The PICU physician documented demographic characteristics, underlying chronic medical conditions, influenza vaccination status, diagnostic findings, ARI-associated diagnoses and complications, treatment, duration of hospital and PICU stay, and outcome in a structured questionnaire. A respiratory sample, usually a flocked nasopharyngeal or pharyngeal swab, was collected on the day of PICU admission for PCR-confirmation of influenza. Microbiological testing for bacteria or fungi was at the discretion of the PICU physician; pathogens detected at usually sterile sites or in tracheal aspirates were classified as bacterial or fungal co-infection.

PCR confirmation of influenza

PCR confirmation of influenza was performed either at the local laboratories of the participating PICUs using influenza-specific PCR, or (in the majority of cases) at the central laboratory at the Institute of Virology and Immunobiology of the University of Würzburg using multiplex PCR for respiratory viruses. For the latter, respiratory samples were placed in a viral transport medium (Mast Diagnostica GmbH, Reinfeld, Germany). At the central laboratory, they were tested using the commercial multiplex PCR ‘FTD® Respiratory pathogens 21’ (Fast Track Diagnostics, Luxembourg) to screen for respiratory viruses (sensitivity and specificity of 99–100 % compared to singleplex PCR assays for all included viruses in clinical samples). Pathogens detected by the test kit included influenza A and B viruses, respiratory syncytial virus (RSV), parainfluenza virus (PIV) 1–4, coronavirus (CoV) NL63, OC43, HKU1, and 229E, human metapneumovirus (hMPV), human bocavirus (hBoV), adenovirus (AdV), rhinovirus (RhV), enterovirus (EV), parechovirus (PV), and additionally Mykoplasma pneumoniae. Samples positive for influenza A and B virus RNA in the multiplex PCR were further analysed to determine the subtype and lineage, respectively. Primers and probes specific for influenza A(H1N1)pdm09 were included in the ‘FTD Respiratory pathogens 21’ kit. All samples positive for influenza A virus RNA but negative for influenza A virus (H1N1)pdm09 RNA were tested by a PCR specific for influenza A virus H3.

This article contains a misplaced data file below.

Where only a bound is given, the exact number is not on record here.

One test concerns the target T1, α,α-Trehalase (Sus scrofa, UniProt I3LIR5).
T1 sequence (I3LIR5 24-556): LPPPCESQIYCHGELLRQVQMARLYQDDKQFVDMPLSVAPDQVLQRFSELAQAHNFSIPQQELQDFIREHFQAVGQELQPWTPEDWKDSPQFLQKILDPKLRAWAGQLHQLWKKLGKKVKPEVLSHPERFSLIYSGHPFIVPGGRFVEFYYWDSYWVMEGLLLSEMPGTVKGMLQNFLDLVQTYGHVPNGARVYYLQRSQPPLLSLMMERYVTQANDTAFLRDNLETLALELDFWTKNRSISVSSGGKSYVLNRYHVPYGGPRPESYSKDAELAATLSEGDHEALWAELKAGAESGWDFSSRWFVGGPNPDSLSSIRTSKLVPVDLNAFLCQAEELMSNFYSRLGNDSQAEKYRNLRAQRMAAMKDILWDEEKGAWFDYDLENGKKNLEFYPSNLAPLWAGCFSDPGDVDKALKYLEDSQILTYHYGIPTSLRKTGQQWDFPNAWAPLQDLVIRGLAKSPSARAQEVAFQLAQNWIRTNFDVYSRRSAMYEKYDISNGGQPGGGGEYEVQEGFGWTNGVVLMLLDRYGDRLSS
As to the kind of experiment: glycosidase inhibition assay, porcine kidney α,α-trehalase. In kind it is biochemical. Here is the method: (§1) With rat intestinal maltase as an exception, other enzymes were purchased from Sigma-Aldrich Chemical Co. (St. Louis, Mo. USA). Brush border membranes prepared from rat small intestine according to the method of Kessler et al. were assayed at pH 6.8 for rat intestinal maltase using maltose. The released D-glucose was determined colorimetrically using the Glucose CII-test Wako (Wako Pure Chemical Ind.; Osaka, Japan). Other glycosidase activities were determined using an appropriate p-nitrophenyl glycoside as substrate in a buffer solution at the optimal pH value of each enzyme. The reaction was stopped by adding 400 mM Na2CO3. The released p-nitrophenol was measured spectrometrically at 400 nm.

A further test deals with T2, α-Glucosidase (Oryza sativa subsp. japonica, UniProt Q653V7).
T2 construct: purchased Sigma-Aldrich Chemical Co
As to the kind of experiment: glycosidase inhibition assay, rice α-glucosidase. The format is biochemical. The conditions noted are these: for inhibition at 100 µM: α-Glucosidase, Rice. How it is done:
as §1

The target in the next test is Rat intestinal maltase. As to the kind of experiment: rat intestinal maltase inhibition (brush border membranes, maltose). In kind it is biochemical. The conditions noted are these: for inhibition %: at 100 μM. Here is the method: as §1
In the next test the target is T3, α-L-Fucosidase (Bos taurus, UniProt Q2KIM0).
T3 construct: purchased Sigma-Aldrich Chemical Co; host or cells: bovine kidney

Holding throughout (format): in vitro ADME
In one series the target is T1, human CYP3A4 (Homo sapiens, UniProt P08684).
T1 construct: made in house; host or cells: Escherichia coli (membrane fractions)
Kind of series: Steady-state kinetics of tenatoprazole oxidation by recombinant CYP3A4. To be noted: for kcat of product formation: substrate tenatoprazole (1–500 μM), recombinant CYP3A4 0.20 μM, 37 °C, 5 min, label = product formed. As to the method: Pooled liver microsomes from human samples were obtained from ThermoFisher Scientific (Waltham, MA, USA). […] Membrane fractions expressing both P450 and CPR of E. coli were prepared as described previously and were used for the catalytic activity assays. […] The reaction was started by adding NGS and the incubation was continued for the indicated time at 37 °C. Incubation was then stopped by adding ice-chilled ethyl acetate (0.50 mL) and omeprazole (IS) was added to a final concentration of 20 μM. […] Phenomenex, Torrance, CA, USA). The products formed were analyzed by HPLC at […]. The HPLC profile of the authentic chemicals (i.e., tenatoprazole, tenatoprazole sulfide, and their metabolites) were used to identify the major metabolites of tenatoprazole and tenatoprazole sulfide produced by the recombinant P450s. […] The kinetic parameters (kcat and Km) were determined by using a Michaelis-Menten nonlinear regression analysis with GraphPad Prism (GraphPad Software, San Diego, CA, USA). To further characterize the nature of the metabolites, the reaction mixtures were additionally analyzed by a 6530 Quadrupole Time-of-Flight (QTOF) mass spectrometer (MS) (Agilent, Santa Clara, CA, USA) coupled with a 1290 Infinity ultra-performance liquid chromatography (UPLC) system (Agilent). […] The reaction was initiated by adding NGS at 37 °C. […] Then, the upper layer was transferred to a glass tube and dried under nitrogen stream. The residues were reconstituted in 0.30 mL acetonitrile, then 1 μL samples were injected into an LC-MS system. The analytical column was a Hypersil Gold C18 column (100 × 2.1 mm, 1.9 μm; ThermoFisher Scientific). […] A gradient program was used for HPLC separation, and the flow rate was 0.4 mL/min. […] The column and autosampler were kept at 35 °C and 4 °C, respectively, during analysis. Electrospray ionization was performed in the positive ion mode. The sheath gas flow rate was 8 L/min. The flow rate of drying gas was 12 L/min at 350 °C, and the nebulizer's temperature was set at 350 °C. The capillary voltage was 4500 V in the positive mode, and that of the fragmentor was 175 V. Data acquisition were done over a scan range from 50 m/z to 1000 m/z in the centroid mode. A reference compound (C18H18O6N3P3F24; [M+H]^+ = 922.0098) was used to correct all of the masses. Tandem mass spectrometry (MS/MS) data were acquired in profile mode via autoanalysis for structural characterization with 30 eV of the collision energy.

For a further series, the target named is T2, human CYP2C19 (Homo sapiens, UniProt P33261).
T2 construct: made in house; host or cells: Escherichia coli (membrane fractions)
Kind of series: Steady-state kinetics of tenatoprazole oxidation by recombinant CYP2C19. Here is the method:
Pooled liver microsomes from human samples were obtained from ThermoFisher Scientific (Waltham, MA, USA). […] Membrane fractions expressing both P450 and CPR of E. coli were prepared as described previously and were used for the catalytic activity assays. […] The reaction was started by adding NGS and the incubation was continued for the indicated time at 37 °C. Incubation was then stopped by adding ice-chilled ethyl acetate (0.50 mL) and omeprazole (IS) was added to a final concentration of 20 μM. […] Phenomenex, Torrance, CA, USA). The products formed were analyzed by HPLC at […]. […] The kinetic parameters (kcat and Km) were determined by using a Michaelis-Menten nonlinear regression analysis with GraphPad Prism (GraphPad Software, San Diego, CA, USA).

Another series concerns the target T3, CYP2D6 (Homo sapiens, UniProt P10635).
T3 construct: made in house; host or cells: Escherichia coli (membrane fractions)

Statistical analysis

All data was entered into a Microsoft Access database and transferred to IBM SPSS 21.0 for statistical analysis. Data was analysed descriptively (percentages, or median with inter-quartile range, IQR). Comparisons between groups were assessed for significance (p < 0.05, two-sided) using Pearson’s Chi2-test or Fisher’s Exact test for categorical data, and the Mann–Whitney U-test for continuous data.